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the advancement of peace," as they are officially called, are at present in force with 20 countries, while 10 more have been signed and five others accept the principle. Their effect has been to add to the practical machinery of pacific settlement a method for resolving all nonjusticiable disputes. The treaties already in force contain the following essential provisions:

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Art. I. The high contracting parties agree that all disputes between them, of every nature whatsoever, which diplomacy shall fail to adjust shall be submitted for investigation and report to an International Commission, to be constituted in the manner prescribed in the next succeeding Article; and they agree not to declare war or begin hostilities during such investigation and report.

ART. II. The International Commission shall be composed of five members, to be appointed as follows: One member shall be chosen from each country, by the Government thereof; one member shall be chosen by each Government from some third country; the fifth member shall be chosen by common agreement between the two Governments.

ART. III. In case the high contracting parties shall have failed to adjust a dispute by diplomatic methods, they shall at once refer it to the International Commission for investigation and report. The International Commission may, however, act upon its own initiative, and in such case it shall notify both Governments and request their co-operation in the investigation.

The report of the International Commission shall be completed within one year after the date on which it shall declare its investigation to have begun, unless the high contracting parties shall extend the time by mutual agreement. ...

The high contracting parties reserve the right to act independently on the subject-matter of the dispute after the report of the Commission shall have been submitted.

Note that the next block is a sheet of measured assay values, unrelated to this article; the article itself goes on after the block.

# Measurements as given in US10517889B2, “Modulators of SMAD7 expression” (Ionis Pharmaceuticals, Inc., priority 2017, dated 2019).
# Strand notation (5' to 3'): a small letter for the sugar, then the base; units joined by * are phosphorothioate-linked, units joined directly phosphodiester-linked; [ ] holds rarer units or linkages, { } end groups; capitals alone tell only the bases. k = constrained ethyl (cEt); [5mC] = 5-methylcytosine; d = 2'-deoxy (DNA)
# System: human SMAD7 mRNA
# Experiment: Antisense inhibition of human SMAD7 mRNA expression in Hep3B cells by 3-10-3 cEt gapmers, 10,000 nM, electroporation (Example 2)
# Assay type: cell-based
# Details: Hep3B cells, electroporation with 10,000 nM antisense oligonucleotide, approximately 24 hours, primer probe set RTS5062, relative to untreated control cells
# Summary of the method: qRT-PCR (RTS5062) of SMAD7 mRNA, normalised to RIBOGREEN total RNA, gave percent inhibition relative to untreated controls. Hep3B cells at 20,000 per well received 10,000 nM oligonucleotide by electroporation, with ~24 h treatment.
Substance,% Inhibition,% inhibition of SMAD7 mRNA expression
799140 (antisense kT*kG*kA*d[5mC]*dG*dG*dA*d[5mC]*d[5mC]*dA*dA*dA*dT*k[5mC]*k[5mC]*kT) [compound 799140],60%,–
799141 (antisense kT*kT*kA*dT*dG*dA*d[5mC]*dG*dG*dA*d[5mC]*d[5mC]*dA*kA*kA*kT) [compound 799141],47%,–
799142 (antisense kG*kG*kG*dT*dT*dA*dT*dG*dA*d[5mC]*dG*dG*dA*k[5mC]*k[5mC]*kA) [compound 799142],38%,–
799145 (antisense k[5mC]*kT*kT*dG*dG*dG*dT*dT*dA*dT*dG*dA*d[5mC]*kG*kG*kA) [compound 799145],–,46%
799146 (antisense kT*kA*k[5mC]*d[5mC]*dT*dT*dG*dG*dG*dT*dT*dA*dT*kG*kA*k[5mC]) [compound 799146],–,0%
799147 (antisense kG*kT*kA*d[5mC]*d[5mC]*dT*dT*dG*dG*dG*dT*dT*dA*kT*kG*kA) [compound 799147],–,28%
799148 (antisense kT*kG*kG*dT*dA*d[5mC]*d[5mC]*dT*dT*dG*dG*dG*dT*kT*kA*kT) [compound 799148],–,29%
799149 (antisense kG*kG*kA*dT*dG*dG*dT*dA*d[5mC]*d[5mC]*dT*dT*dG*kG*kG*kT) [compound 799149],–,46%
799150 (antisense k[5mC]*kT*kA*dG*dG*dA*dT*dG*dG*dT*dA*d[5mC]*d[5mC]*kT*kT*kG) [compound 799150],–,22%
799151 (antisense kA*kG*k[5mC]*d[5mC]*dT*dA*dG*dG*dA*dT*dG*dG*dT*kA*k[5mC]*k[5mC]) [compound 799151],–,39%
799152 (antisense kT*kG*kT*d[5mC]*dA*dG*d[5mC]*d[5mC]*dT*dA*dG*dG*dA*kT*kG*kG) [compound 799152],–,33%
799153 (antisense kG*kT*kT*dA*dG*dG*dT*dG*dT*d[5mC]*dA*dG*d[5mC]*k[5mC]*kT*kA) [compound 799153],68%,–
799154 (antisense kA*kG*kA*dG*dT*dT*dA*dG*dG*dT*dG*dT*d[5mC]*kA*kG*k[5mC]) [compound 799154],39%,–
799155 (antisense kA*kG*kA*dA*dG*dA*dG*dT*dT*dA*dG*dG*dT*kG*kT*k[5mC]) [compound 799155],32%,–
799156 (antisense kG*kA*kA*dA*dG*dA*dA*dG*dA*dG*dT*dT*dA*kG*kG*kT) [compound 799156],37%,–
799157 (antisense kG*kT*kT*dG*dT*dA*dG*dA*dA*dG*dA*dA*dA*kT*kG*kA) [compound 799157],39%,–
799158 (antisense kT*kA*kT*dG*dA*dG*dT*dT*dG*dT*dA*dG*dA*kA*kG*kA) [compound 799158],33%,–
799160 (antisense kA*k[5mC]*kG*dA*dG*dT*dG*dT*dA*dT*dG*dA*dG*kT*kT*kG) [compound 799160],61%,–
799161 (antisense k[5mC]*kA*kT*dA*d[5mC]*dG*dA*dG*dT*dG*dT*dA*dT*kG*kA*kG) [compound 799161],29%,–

International practice was in this phase of development when the European war broke out. Immediately, clear-sighted citizens sought to devise some workable plan of securing a just and lasting peace after the war itself had ended. A judicial court was the most obvious part of such a plan. The principle of a commission of investigation to conciliate differing parties was equally well recognized owing to the publicity given to the American peace plan. Diplomatic conferences



to codify international practice into international law were familiar, thanks to the Hague Conferences, and were unchallenged in principle. Beyond that, the way was not so clear; but it was the feeling of many competent observers that the time was ripe for a form of international organization in which these accepted principles were re-enforced by an international sanction. This conviction was successfully championed by President A. Lawrence Lowell of Harvard University when the League to Enforce Peace was organized in Philadelphia.' Thus the idea of an international police force indorsed by Congress in 1910, and the ideas advanced by President Taft in 1913,--that the powers of a court should be enforced by the agreement of all nations, and that there should be authority to compel a defendant nation “to answer to the complaint under the rules of law established for international purposes,”—became a commanding subject of public discussion in the United States. American interest in the proposition was powerfully reflected abroad. It received the careful attention of the Wilson administration, and the President openly aligned himself with the advocates of “some common” force behind international institutions by consenting to address the First Annual Assemblage of the League to Enforce Peace in Washington on May 27, 1916. On that occasion he spoke for the country, as follows: